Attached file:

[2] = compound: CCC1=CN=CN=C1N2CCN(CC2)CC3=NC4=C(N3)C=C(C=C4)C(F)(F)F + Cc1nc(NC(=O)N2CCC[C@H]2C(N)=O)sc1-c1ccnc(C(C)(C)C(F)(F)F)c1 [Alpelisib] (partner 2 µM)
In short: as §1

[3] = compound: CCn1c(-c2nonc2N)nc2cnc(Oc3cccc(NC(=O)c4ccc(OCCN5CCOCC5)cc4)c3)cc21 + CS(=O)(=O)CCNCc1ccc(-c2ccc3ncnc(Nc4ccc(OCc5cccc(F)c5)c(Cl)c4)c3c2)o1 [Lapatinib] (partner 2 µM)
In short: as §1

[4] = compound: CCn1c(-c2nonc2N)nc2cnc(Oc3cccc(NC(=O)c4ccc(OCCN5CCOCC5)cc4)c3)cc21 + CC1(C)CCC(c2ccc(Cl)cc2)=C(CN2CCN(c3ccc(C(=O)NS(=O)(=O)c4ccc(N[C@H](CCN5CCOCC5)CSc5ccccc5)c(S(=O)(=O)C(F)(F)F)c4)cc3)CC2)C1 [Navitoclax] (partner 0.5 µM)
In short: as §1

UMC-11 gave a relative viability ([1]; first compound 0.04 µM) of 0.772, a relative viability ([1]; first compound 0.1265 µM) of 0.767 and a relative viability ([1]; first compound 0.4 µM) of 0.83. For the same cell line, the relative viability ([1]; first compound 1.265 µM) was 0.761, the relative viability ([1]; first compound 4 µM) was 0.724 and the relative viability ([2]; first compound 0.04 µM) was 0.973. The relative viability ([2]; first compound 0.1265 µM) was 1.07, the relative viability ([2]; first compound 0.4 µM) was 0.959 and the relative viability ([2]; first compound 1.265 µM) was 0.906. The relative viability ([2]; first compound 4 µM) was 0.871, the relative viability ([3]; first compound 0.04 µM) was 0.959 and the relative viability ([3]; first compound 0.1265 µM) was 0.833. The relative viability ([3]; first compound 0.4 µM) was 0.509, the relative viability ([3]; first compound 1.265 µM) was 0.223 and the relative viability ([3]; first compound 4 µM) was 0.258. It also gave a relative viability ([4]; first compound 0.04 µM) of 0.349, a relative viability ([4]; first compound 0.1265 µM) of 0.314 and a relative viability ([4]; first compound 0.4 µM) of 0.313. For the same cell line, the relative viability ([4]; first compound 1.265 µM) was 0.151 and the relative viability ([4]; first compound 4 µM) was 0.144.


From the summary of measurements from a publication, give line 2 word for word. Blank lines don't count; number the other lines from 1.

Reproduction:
In short: as §1